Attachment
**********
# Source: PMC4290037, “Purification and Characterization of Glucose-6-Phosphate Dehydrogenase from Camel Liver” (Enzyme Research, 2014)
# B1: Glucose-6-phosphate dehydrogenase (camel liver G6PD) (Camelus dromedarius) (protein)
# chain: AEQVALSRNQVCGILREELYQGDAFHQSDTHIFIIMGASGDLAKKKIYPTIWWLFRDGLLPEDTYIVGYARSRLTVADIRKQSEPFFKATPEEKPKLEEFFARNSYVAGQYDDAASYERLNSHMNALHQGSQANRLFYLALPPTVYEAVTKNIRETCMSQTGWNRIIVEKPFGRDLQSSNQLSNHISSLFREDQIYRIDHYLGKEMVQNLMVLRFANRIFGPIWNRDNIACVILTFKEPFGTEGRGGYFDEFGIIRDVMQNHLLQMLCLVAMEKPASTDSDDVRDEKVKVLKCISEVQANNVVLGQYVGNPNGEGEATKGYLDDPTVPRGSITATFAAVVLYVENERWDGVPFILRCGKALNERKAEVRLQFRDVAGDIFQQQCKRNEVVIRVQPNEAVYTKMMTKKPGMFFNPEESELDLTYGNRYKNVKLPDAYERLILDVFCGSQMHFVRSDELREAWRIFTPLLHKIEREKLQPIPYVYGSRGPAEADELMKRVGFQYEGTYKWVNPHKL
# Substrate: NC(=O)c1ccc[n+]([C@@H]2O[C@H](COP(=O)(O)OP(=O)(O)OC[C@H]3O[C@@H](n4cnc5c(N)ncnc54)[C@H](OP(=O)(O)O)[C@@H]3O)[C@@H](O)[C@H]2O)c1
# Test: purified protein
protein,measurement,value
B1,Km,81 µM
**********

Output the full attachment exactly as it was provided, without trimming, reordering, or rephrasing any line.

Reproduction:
# Source: PMC4290037, “Purification and Characterization of Glucose-6-Phosphate Dehydrogenase from Camel Liver” (Enzyme Research, 2014)
# B1: Glucose-6-phosphate dehydrogenase (camel liver G6PD) (Camelus dromedarius) (protein)
# chain: AEQVALSRNQVCGILREELYQGDAFHQSDTHIFIIMGASGDLAKKKIYPTIWWLFRDGLLPEDTYIVGYARSRLTVADIRKQSEPFFKATPEEKPKLEEFFARNSYVAGQYDDAASYERLNSHMNALHQGSQANRLFYLALPPTVYEAVTKNIRETCMSQTGWNRIIVEKPFGRDLQSSNQLSNHISSLFREDQIYRIDHYLGKEMVQNLMVLRFANRIFGPIWNRDNIACVILTFKEPFGTEGRGGYFDEFGIIRDVMQNHLLQMLCLVAMEKPASTDSDDVRDEKVKVLKCISEVQANNVVLGQYVGNPNGEGEATKGYLDDPTVPRGSITATFAAVVLYVENERWDGVPFILRCGKALNERKAEVRLQFRDVAGDIFQQQCKRNEVVIRVQPNEAVYTKMMTKKPGMFFNPEESELDLTYGNRYKNVKLPDAYERLILDVFCGSQMHFVRSDELREAWRIFTPLLHKIEREKLQPIPYVYGSRGPAEADELMKRVGFQYEGTYKWVNPHKL
# Substrate: NC(=O)c1ccc[n+]([C@@H]2O[C@H](COP(=O)(O)OP(=O)(O)OC[C@H]3O[C@@H](n4cnc5c(N)ncnc54)[C@H](OP(=O)(O)O)[C@@H]3O)[C@@H](O)[C@H]2O)c1
# Test: purified protein
protein,measurement,value
B1,Km,81 µM